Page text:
The third-quarter net loss narrowed to $1.46 a share from $1.57 in the year-earlier quarter.
Revenue of $499.7 million was 48% below the year-earlier $955.6 million. But it also was up 47% from the second quarter, reflecting "the ongoing recovery in ride-sharing and the performance improvements we saw across bikes, scooters and fleet," Co-Founder and Chief Executive Logan Green said in a statement.
Analysts surveyed by FactSet were expecting Lyft to report a GAAP net loss of $1.34 a share, or an adjusted loss of 88 cents, on revenue of $487.4 million.
"We remain confident that demand will continue to return as we progress through the recovery," Green said.
Chief Financial Officer Brian Roberts said Lyft remained "focused on achieving adjusted Ebitda profitability by the fourth quarter of next year, even with a slower recovery."
Lyft shares at last check were 4.4% higher at $37.63. They closed the regular session on Tuesday off 4.4% at $36.05.
At Sept. 30 the company had $2.5 billion of unrestricted cash and cash equivalents.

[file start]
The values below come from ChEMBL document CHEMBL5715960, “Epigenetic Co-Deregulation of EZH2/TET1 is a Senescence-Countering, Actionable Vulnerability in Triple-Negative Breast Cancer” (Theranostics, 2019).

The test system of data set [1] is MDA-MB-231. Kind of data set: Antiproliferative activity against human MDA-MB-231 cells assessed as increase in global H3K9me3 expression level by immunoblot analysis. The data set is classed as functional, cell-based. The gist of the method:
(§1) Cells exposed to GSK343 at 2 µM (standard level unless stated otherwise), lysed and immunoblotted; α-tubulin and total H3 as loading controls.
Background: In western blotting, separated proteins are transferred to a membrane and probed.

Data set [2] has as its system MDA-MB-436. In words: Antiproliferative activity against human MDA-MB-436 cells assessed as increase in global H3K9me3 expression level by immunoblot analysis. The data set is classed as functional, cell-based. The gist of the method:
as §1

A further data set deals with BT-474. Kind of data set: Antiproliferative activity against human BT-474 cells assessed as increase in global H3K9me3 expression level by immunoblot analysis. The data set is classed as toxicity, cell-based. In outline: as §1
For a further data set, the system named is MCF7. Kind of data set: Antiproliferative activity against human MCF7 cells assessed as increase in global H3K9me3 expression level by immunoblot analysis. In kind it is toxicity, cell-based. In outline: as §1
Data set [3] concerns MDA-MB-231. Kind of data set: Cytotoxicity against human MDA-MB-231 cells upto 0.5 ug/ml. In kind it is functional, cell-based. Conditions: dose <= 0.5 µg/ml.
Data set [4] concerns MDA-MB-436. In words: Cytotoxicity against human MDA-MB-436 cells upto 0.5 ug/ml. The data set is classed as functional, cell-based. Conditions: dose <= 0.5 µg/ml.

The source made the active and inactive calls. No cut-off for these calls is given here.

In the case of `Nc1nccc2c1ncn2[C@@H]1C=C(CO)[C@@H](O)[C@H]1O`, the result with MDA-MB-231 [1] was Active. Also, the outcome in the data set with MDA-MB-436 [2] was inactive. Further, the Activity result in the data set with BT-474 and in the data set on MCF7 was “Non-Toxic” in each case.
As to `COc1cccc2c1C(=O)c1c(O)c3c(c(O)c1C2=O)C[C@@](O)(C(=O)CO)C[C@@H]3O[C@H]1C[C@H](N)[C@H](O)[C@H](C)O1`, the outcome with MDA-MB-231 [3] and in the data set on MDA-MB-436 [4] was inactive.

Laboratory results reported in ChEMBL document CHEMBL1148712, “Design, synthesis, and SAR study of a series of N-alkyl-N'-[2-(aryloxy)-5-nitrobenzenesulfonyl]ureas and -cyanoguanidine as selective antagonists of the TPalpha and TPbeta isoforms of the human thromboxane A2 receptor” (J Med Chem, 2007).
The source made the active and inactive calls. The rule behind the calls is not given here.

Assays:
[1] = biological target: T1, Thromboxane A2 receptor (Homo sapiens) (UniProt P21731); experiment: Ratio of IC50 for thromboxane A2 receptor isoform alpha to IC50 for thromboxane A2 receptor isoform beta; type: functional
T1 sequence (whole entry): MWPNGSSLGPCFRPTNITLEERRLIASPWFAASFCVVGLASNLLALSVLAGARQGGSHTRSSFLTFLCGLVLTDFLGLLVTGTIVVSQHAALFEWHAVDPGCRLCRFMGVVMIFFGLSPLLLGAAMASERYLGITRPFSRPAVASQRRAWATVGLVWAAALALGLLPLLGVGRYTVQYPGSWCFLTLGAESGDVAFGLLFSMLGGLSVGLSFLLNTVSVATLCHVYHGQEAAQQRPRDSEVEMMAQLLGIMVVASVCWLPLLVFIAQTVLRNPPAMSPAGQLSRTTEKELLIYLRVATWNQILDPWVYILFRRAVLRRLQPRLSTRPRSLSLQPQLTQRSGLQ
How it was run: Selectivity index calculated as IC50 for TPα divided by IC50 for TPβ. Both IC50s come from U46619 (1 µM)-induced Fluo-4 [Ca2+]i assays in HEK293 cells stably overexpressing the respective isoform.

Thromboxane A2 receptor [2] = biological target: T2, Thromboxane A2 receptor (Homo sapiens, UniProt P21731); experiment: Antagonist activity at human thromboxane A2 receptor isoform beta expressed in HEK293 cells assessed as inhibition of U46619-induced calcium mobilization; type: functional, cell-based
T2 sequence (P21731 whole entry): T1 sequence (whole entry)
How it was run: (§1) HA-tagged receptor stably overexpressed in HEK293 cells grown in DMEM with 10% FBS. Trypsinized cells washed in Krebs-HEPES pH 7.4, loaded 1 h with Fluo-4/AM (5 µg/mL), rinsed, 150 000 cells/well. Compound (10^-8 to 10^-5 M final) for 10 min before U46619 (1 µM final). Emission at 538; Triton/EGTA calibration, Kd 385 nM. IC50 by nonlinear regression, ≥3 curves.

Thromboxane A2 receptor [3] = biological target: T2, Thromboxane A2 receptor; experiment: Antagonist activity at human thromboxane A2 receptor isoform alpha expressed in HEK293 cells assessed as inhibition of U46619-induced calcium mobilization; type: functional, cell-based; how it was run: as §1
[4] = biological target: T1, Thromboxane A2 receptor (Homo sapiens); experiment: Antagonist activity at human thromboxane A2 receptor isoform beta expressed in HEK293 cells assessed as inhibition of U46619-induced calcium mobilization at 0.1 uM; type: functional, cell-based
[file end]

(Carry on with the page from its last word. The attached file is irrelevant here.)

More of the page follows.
Lyft shares got a boost a week ago after California voters passed Proposition 22, enabling the company, rival Uber (UBER) - Get Report and other so-called gig-economy companies to classify their drivers as contractors instead of employees who would be entitled to benefits.
California voters passed the ballot initiative, which was the most expensive in the state's history, by a 58% to 42% margin.
“As we look to the future, the win on Proposition 22 in California was a landmark achievement and a major victory for drivers, our industry and the broader Lyft community,” said John Zimmer, co-founder and president of Lyft. “The campaign was successful because it ultimately reflected the desires and priorities of drivers."
Uber earns around 10% of its annual booking revenue from the California market, while MKM Partners analyst Rohit Kulkarni said around 15% of Lyft's pre-covid bookings came from the state.